Solar Panel Testing Company Establishes Facility in West Berkeley

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Attempting to mine the niche market of solar panel testing, PV Evolution Labs, an independent startup company formed last year, has established an operational facility in West Berkeley.

The building, located at 1360 5th St., consists of a laboratory and offices, where the company will assess the effectiveness of various flat plate photovoltaic solar panels submitted for evaluation by third-party manufacturing companies.

CEO Jenya Meydbray, who co-founded the company with Rajeev Singh, said he thought of the idea for PV Evolution Labs while working as a senior reliability engineer at the San Jose-based SunPower Corporation. During his time with SunPower, Meydbray traveled to solar panel manufacturers throughout the world to investigate their quality-control operations, which he said led him to realize the industry's need for independent testing agencies.

"It's obviously a very tiny area to be in, as there aren't that many competitors out there," Meydbray said. "There's a massive pent-up demand for this service."

The firm currently employs two full-time workers and projects that its workforce will increase to between 15 and 20 people within three years, Meydbray said.

"We've assembled an awesome, strong team with unique experience," Meydbray said. "The unique expertise they bring to the field of solar panel testing and their reliability are unmatched."

The company joins the ranks of several other Berkeley solar power businesses, including groSolar and Better Energy Systems LLC, also located in West Berkeley.

Meydbray said the lab will specialize in accelerated lifetime testing, which reproduces the failures and degradations a solar panel is assumed to suffer over time. In one test, the panels are dosed with high-intensity UV lights to simulate years of sun exposure and then examined for damage.

PV Evolution Labs chose to purchase property in Berkeley in part because of the city's historical support for alternative energy sources and environmentally friendly solutions to energy issues, according to Meydbray. The company also launched a facility in Davis last month for outdoor field testing.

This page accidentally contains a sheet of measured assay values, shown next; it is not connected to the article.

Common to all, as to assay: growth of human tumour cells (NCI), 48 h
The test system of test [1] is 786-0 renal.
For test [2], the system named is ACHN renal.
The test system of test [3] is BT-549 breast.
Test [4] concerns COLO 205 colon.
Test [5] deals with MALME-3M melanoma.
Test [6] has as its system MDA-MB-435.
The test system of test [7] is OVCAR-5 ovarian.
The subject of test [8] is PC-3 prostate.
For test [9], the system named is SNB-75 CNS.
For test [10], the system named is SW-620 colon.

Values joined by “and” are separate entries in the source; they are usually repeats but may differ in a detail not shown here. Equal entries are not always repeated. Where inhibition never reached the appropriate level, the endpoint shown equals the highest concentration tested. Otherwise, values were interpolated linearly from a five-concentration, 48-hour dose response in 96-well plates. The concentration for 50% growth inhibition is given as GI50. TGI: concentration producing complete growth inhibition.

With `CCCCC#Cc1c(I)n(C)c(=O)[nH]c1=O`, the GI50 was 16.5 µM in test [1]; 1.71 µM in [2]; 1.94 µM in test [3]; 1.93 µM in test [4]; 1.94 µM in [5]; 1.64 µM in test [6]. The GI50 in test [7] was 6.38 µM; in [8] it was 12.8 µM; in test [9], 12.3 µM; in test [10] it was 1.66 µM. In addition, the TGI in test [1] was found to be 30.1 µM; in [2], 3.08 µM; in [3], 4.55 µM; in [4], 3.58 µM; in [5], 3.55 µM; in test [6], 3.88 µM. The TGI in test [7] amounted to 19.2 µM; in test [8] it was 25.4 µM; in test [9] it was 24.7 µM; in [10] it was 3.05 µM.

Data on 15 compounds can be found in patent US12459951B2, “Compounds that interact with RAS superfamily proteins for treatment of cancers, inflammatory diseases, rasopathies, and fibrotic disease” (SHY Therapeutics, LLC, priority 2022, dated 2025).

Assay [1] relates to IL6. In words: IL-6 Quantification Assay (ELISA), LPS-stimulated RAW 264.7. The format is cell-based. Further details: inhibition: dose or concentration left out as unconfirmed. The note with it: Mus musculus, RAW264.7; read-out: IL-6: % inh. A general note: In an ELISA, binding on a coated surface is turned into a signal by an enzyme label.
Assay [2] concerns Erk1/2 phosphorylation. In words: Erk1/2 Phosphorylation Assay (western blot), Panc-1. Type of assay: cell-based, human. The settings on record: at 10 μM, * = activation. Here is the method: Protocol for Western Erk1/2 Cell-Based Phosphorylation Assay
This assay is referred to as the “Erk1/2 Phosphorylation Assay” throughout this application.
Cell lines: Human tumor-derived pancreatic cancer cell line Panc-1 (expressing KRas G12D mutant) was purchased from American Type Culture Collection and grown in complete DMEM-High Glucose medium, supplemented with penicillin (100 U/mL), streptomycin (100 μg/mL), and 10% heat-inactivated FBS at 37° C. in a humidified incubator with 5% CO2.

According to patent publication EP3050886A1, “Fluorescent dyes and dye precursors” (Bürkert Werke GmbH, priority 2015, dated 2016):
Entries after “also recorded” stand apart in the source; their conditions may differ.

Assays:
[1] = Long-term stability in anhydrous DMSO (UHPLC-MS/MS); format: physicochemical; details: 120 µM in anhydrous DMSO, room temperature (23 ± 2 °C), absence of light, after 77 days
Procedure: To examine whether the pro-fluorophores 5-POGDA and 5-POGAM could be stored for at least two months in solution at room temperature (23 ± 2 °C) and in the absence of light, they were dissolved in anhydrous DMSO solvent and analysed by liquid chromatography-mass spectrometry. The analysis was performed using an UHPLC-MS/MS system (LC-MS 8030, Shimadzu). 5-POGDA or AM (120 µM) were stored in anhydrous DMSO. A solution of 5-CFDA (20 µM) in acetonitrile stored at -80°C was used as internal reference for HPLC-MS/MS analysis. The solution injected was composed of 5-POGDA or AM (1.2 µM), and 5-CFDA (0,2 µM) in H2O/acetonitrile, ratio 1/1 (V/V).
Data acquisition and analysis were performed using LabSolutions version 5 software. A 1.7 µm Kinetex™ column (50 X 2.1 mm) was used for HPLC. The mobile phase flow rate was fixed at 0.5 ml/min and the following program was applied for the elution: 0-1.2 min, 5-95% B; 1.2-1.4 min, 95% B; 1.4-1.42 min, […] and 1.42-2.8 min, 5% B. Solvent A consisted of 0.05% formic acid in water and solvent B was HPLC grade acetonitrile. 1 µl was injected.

"The green business sector is an important one in Berkeley - it's important as a source of jobs, and it's also important as a provider of services for Berkeley residents and businesses," said city spokesperson Mary Kay Clunies-Ross.

Despite criticism of the economic viability of photovoltaic solar panels in recent years - including several from Severin Borenstein, director of the University of California Energy Institute - Meydbray said he was confident that the company would experience a market growth of 100 percent in 2011 and large rates into the next decade.

"The market benefits of installing the current solar PV technology, even after adjusting for its timing and transmission advantages, are calculated to be much smaller than the costs," Borenstein wrote in a paper published with the Center for the Study of Energy Markets in January 2008.

Meydbray said the North American solar market is the best in the world due to is availability of land, amount of sunlight and availability of capital. He added that as solar power technologies become cheaper and more efficient, their advantages over traditional energy forms will increase.

"The fuel cost of solar is free and reliable - it's sunlight," he said. "Libyan dictators can do whatever they want with their oil, but the sun will shine tomorrow regardless."


Contact Andrew David King at [email protected]

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